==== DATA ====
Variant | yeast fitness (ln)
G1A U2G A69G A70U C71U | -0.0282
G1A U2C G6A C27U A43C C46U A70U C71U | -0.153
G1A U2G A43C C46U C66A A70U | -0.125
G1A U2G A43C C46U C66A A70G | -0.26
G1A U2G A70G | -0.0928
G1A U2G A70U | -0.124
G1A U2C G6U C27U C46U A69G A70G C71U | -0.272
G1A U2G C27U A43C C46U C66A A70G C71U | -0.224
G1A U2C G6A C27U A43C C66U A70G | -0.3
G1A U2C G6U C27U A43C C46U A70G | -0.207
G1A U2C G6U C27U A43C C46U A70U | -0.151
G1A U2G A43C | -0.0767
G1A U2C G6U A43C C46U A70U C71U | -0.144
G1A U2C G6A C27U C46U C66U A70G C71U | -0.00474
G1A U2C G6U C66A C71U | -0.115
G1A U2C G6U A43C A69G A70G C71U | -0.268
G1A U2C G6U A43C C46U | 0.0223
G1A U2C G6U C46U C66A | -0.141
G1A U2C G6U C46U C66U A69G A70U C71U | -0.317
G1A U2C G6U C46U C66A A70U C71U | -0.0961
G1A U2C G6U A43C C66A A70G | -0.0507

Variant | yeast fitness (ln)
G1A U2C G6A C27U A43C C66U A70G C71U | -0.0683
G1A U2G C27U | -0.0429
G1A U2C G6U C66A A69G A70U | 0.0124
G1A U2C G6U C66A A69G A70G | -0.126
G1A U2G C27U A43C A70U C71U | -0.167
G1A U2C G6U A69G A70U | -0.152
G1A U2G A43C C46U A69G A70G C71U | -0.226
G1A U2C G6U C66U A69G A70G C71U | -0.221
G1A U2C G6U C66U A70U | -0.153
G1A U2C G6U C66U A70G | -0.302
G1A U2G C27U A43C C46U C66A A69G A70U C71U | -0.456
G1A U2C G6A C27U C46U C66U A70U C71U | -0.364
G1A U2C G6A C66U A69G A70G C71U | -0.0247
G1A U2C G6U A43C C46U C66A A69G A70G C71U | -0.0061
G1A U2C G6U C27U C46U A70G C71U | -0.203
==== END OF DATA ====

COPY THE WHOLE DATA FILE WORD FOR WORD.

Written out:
Variant | yeast fitness (ln)
G1A U2G A69G A70U C71U | -0.0282
G1A U2C G6A C27U A43C C46U A70U C71U | -0.153
G1A U2G A43C C46U C66A A70U | -0.125
G1A U2G A43C C46U C66A A70G | -0.26
G1A U2G A70G | -0.0928
G1A U2G A70U | -0.124
G1A U2C G6U C27U C46U A69G A70G C71U | -0.272
G1A U2G C27U A43C C46U C66A A70G C71U | -0.224
G1A U2C G6A C27U A43C C66U A70G | -0.3
G1A U2C G6U C27U A43C C46U A70G | -0.207
G1A U2C G6U C27U A43C C46U A70U | -0.151
G1A U2G A43C | -0.0767
G1A U2C G6U A43C C46U A70U C71U | -0.144
G1A U2C G6A C27U C46U C66U A70G C71U | -0.00474
G1A U2C G6U C66A C71U | -0.115
G1A U2C G6U A43C A69G A70G C71U | -0.268
G1A U2C G6U A43C C46U | 0.0223
G1A U2C G6U C46U C66A | -0.141
G1A U2C G6U C46U C66U A69G A70U C71U | -0.317
G1A U2C G6U C46U C66A A70U C71U | -0.0961
G1A U2C G6U A43C C66A A70G | -0.0507

Variant | yeast fitness (ln)
G1A U2C G6A C27U A43C C66U A70G C71U | -0.0683
G1A U2G C27U | -0.0429
G1A U2C G6U C66A A69G A70U | 0.0124
G1A U2C G6U C66A A69G A70G | -0.126
G1A U2G C27U A43C A70U C71U | -0.167
G1A U2C G6U A69G A70U | -0.152
G1A U2G A43C C46U A69G A70G C71U | -0.226
G1A U2C G6U C66U A69G A70G C71U | -0.221
G1A U2C G6U C66U A70U | -0.153
G1A U2C G6U C66U A70G | -0.302
G1A U2G C27U A43C C46U C66A A69G A70U C71U | -0.456
G1A U2C G6A C27U C46U C66U A70U C71U | -0.364
G1A U2C G6A C66U A69G A70G C71U | -0.0247
G1A U2C G6U A43C C46U C66A A69G A70G C71U | -0.0061
G1A U2C G6U C27U C46U A70G C71U | -0.203